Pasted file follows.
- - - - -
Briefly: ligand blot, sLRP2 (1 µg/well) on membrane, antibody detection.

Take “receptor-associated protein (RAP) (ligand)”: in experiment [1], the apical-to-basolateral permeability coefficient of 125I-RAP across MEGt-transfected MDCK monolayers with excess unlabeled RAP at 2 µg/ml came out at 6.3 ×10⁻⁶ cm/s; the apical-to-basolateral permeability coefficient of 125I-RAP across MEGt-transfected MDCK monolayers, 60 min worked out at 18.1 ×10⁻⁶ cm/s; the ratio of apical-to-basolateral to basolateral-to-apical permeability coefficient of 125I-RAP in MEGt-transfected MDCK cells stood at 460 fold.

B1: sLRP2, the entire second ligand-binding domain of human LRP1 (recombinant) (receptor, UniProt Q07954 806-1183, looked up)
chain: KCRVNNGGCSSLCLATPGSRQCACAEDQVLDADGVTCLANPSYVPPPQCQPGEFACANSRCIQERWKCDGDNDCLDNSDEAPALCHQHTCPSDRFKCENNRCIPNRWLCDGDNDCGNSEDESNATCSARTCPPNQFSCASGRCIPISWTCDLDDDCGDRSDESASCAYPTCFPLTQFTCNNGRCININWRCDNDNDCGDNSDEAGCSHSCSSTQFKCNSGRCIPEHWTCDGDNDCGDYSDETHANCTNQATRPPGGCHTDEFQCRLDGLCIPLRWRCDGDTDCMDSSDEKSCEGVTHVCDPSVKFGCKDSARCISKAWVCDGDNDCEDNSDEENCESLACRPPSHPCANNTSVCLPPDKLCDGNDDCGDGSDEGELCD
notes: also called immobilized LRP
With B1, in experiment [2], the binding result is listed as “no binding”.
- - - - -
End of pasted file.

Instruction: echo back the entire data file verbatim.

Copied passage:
Briefly: ligand blot, sLRP2 (1 µg/well) on membrane, antibody detection.

Take “receptor-associated protein (RAP) (ligand)”: in experiment [1], the apical-to-basolateral permeability coefficient of 125I-RAP across MEGt-transfected MDCK monolayers with excess unlabeled RAP at 2 µg/ml came out at 6.3 ×10⁻⁶ cm/s; the apical-to-basolateral permeability coefficient of 125I-RAP across MEGt-transfected MDCK monolayers, 60 min worked out at 18.1 ×10⁻⁶ cm/s; the ratio of apical-to-basolateral to basolateral-to-apical permeability coefficient of 125I-RAP in MEGt-transfected MDCK cells stood at 460 fold.

B1: sLRP2, the entire second ligand-binding domain of human LRP1 (recombinant) (receptor, UniProt Q07954 806-1183, looked up)
chain: KCRVNNGGCSSLCLATPGSRQCACAEDQVLDADGVTCLANPSYVPPPQCQPGEFACANSRCIQERWKCDGDNDCLDNSDEAPALCHQHTCPSDRFKCENNRCIPNRWLCDGDNDCGNSEDESNATCSARTCPPNQFSCASGRCIPISWTCDLDDDCGDRSDESASCAYPTCFPLTQFTCNNGRCININWRCDNDNDCGDNSDEAGCSHSCSSTQFKCNSGRCIPEHWTCDGDNDCGDYSDETHANCTNQATRPPGGCHTDEFQCRLDGLCIPLRWRCDGDTDCMDSSDEKSCEGVTHVCDPSVKFGCKDSARCISKAWVCDGDNDCEDNSDEENCESLACRPPSHPCANNTSVCLPPDKLCDGNDDCGDGSDEGELCD
notes: also called immobilized LRP
With B1, in experiment [2], the binding result is listed as “no binding”.